|57°14.9’S / 064°24.1’W
“Good morning, good morning, good morning.” It’s always a bit of a mystery when Sara wakes us up on the first morning of our journey. Overnight we’ve left the calm waters of the Beagle Channel, and we are out in the Drake Passage. Do we have the Drake Lake or Drake Shake? This morning we had a mild sea, but with sufficient movement of the ship the day before, quite a few of us felt that breakfast wasn’t a very attractive option. The swells were only up to three meters, so seasoned sailors considered it a dawdle, while newly minted Antarctic explorers felt decidedly otherwise. Nevertheless, the show must go on. Up on the bridge, the bird watchers were steadily ticking off new species as the morning wore on: Light-mantled Albatross, Cape Petrel, Southern Fulmar, Blue Petrel, and many more. Starting mid-morning, we started the process of getting everyone ready for the next 10 days.
First, we had the great gumboot giveaway. Everyone was called down to the lecture room to receive their muck boots for the trip. Shortly after that, Martin gave us a well-illustrated talk on the seabirds in the Drake Passage. All the while, the ship was scooting along at about 11 knots towards our goal of the Weddell Sea. During the day, the seas built up over the morning to a little stronger swell. We even had a few high splashes at the bow, soaking the hardy souls down on the ship’s bow with sea spray. But then in the later part of the afternoon, the sea started to calm down a little, so the ship was moving less as the day progressed.
Unfortunately, immediately after lunch we had our roughest part of the day. This happened at the exact same time that we gathered in the lounge for the last of our mandatory briefings, important information on Zodiac and helicopter operations that everyone must hear in order to get on and off the ship safely. It was a huge challenge for some, but those who felt the least well did a remarkable job of trying to finish the briefings. Everyone received their helicopter numbers and Liability release forms. We were now all set for the last of our required activities tomorrow, a dry run of getting into the helicopters and cleaning our equipment for biosecurity. Those things will take up the afternoon tomorrow. With a big sigh of relief, those who needed to their cabins to get horizontal quickly did so. Those who were still able gathered at the bar at 16:00 for a good introduction to photography given by Werner. He gave us all excellent tips on composition and handling of our cameras.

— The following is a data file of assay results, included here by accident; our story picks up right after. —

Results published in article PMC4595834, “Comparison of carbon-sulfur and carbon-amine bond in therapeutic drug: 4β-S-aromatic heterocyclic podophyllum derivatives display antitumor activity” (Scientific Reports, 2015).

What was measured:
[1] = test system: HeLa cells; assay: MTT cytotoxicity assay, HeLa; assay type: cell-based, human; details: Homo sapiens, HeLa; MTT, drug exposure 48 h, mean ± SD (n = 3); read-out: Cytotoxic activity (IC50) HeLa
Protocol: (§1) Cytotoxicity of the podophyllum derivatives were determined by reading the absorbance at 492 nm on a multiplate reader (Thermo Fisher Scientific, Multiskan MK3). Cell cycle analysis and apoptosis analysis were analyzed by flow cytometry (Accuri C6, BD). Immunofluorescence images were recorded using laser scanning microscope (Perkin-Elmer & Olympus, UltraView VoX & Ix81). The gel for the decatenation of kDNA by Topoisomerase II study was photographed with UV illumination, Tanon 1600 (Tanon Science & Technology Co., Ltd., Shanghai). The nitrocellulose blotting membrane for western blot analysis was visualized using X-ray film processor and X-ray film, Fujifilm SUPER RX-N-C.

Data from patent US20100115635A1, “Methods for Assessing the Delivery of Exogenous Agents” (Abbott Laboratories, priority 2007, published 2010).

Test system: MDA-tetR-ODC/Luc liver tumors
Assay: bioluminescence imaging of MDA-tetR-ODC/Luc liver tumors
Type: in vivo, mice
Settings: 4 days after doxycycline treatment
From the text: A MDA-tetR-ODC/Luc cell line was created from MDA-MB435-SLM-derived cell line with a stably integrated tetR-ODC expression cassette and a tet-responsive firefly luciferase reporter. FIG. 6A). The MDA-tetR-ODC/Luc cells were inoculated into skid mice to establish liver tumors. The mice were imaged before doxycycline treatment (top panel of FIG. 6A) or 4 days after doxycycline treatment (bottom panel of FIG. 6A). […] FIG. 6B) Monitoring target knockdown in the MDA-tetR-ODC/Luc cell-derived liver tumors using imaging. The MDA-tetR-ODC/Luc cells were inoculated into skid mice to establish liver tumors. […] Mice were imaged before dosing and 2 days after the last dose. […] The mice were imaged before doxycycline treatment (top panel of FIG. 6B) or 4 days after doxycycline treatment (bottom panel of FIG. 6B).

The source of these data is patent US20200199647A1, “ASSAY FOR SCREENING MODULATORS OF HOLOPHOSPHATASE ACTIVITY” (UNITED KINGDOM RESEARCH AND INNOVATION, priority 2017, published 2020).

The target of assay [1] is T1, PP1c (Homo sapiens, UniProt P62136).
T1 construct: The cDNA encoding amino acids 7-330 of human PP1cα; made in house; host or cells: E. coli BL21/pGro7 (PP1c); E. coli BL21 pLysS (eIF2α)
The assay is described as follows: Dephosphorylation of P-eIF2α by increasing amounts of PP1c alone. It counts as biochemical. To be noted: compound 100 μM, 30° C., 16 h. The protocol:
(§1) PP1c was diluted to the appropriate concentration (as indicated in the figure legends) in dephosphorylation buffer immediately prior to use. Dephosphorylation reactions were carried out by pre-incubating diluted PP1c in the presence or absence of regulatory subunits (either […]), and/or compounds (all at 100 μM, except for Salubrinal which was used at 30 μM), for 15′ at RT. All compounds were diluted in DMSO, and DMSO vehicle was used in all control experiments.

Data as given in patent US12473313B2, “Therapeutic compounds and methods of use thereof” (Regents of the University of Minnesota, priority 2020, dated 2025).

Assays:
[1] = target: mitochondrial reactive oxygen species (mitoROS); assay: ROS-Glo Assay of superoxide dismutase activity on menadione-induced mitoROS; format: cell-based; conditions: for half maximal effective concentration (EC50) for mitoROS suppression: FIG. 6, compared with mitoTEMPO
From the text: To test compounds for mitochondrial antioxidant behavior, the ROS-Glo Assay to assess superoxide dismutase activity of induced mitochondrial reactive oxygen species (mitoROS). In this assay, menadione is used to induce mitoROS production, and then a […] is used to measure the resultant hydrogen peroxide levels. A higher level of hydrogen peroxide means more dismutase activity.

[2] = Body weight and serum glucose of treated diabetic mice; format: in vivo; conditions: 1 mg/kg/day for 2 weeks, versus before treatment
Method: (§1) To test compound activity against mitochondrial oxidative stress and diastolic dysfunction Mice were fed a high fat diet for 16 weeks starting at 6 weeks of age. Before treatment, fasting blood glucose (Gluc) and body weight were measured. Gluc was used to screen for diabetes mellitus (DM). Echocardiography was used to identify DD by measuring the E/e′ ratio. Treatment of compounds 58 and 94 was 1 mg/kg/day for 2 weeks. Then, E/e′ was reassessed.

By then the sea was calming slightly, so we had a lovely hour of watching the peaceful sea as we continued motoring southeast towards the South Shetland Islands. As dinner approached, we had our first of our daily recaps. Sara told us about the plan for tomorrow (mostly our dry run with the helicopters and the biosecurity cleaning), a bit about the weather, and our progress. Charlotte then gave us a thorough description of the Drake Passage, and Gary followed up with an explanation of the Antarctic convergence.
Sara finished the recap with a wonderful visual demonstration of just how large those seabirds are that we had been watching all day. It’s so difficult to gauge their size while they are soaring over the featureless sea surface. Even the Cape Petrels, which appear to be quite small when seen from the ship, were just short of a meter in wingspan.
But the most remarkable, of course, was the Wandering Albatross with its huge wingspan. After our lovely dinner, we had free time. Things seemed to be looking up for the passengers who felt sick due to the rough seas. The bar was pretty well attended that evening, so perhaps the worst of the seas were finished for our southward trip.